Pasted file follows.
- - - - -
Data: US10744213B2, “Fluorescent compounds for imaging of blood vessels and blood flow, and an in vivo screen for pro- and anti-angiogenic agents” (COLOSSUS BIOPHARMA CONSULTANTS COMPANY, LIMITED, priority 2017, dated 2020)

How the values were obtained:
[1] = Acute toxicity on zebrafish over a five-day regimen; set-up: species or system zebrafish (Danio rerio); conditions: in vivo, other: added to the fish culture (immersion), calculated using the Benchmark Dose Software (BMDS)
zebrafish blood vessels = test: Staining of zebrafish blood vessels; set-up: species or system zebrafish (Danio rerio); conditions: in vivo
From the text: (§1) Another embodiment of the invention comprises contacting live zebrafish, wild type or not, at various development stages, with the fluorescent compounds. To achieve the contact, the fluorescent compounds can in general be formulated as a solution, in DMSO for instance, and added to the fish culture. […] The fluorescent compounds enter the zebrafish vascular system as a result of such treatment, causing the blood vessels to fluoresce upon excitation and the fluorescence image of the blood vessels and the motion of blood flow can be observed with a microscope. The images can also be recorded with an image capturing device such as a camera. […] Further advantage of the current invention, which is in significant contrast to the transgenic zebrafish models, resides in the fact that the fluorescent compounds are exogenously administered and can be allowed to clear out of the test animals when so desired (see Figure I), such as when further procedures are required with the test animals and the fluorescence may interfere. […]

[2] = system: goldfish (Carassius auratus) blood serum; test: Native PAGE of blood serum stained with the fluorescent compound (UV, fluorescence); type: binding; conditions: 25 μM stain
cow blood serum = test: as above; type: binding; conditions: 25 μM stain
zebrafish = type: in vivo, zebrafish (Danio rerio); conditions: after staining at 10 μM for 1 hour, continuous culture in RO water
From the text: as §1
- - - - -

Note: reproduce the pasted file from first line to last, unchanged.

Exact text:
Data: US10744213B2, “Fluorescent compounds for imaging of blood vessels and blood flow, and an in vivo screen for pro- and anti-angiogenic agents” (COLOSSUS BIOPHARMA CONSULTANTS COMPANY, LIMITED, priority 2017, dated 2020)

How the values were obtained:
[1] = Acute toxicity on zebrafish over a five-day regimen; set-up: species or system zebrafish (Danio rerio); conditions: in vivo, other: added to the fish culture (immersion), calculated using the Benchmark Dose Software (BMDS)
zebrafish blood vessels = test: Staining of zebrafish blood vessels; set-up: species or system zebrafish (Danio rerio); conditions: in vivo
From the text: (§1) Another embodiment of the invention comprises contacting live zebrafish, wild type or not, at various development stages, with the fluorescent compounds. To achieve the contact, the fluorescent compounds can in general be formulated as a solution, in DMSO for instance, and added to the fish culture. […] The fluorescent compounds enter the zebrafish vascular system as a result of such treatment, causing the blood vessels to fluoresce upon excitation and the fluorescence image of the blood vessels and the motion of blood flow can be observed with a microscope. The images can also be recorded with an image capturing device such as a camera. […] Further advantage of the current invention, which is in significant contrast to the transgenic zebrafish models, resides in the fact that the fluorescent compounds are exogenously administered and can be allowed to clear out of the test animals when so desired (see Figure I), such as when further procedures are required with the test animals and the fluorescence may interfere. […]

[2] = system: goldfish (Carassius auratus) blood serum; test: Native PAGE of blood serum stained with the fluorescent compound (UV, fluorescence); type: binding; conditions: 25 μM stain
cow blood serum = test: as above; type: binding; conditions: 25 μM stain
zebrafish = type: in vivo, zebrafish (Danio rerio); conditions: after staining at 10 μM for 1 hour, continuous culture in RO water
From the text: as §1